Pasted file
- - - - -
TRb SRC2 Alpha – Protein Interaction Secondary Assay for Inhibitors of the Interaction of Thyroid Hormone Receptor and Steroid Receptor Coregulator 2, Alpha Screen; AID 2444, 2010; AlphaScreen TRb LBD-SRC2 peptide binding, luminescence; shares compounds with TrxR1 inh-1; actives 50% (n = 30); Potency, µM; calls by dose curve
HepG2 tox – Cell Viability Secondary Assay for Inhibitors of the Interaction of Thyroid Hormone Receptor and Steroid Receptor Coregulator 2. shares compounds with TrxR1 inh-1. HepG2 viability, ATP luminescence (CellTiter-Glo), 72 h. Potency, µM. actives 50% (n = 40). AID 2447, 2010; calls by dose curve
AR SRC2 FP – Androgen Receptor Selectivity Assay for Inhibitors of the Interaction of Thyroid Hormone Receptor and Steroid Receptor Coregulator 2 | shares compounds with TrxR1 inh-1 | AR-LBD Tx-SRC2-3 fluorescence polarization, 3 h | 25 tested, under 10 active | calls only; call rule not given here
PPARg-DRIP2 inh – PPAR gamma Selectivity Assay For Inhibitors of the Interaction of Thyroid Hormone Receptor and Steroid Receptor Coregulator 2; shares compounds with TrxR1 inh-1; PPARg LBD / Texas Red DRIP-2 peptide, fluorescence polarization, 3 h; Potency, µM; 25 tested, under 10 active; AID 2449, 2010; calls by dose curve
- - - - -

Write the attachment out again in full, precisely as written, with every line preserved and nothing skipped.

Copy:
TRb SRC2 Alpha – Protein Interaction Secondary Assay for Inhibitors of the Interaction of Thyroid Hormone Receptor and Steroid Receptor Coregulator 2, Alpha Screen; AID 2444, 2010; AlphaScreen TRb LBD-SRC2 peptide binding, luminescence; shares compounds with TrxR1 inh-1; actives 50% (n = 30); Potency, µM; calls by dose curve
HepG2 tox – Cell Viability Secondary Assay for Inhibitors of the Interaction of Thyroid Hormone Receptor and Steroid Receptor Coregulator 2. shares compounds with TrxR1 inh-1. HepG2 viability, ATP luminescence (CellTiter-Glo), 72 h. Potency, µM. actives 50% (n = 40). AID 2447, 2010; calls by dose curve
AR SRC2 FP – Androgen Receptor Selectivity Assay for Inhibitors of the Interaction of Thyroid Hormone Receptor and Steroid Receptor Coregulator 2 | shares compounds with TrxR1 inh-1 | AR-LBD Tx-SRC2-3 fluorescence polarization, 3 h | 25 tested, under 10 active | calls only; call rule not given here
PPARg-DRIP2 inh – PPAR gamma Selectivity Assay For Inhibitors of the Interaction of Thyroid Hormone Receptor and Steroid Receptor Coregulator 2; shares compounds with TrxR1 inh-1; PPARg LBD / Texas Red DRIP-2 peptide, fluorescence polarization, 3 h; Potency, µM; 25 tested, under 10 active; AID 2449, 2010; calls by dose curve